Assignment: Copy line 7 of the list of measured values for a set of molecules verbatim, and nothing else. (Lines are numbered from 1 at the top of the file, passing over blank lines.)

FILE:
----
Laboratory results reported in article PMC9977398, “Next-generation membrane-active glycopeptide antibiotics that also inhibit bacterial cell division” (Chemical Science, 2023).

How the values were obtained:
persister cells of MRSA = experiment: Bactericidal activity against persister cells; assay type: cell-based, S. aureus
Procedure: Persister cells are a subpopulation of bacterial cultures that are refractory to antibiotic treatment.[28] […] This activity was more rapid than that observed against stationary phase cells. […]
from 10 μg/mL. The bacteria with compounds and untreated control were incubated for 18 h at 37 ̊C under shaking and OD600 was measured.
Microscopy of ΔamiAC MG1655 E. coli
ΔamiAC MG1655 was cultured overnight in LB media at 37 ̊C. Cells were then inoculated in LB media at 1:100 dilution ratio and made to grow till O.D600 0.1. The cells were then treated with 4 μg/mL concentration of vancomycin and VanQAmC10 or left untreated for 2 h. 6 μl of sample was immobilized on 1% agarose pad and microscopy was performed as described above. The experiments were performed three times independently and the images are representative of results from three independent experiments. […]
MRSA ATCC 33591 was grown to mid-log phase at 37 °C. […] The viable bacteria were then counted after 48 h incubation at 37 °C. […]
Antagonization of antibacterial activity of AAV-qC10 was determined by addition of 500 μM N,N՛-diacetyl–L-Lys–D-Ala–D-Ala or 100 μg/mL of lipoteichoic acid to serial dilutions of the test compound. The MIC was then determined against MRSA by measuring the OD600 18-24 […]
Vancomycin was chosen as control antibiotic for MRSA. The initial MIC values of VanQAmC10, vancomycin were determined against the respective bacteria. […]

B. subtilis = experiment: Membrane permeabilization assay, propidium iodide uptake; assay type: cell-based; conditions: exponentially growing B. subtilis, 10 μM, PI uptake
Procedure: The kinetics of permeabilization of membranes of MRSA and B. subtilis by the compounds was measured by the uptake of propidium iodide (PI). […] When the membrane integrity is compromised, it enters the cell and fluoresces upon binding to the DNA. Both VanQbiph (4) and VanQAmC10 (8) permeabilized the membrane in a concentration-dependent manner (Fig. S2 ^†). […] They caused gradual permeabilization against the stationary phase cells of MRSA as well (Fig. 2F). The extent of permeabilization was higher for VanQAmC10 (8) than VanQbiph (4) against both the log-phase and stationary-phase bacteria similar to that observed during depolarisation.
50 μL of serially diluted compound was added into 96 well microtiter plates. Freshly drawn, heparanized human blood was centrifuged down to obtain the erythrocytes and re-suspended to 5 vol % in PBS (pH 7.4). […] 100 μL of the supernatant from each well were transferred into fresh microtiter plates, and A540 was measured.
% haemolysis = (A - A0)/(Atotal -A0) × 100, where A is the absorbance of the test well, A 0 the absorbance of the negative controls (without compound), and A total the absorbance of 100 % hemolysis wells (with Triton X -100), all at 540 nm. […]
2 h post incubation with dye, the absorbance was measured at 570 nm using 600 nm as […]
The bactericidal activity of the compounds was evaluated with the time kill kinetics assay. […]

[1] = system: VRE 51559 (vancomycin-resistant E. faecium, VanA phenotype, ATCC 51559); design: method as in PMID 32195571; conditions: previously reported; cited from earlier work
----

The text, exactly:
ΔamiAC MG1655 was cultured overnight in LB media at 37 ̊C. Cells were then inoculated in LB media at 1:100 dilution ratio and made to grow till O.D600 0.1. The cells were then treated with 4 μg/mL concentration of vancomycin and VanQAmC10 or left untreated for 2 h. 6 μl of sample was immobilized on 1% agarose pad and microscopy was performed as described above. The experiments were performed three times independently and the images are representative of results from three independent experiments. […]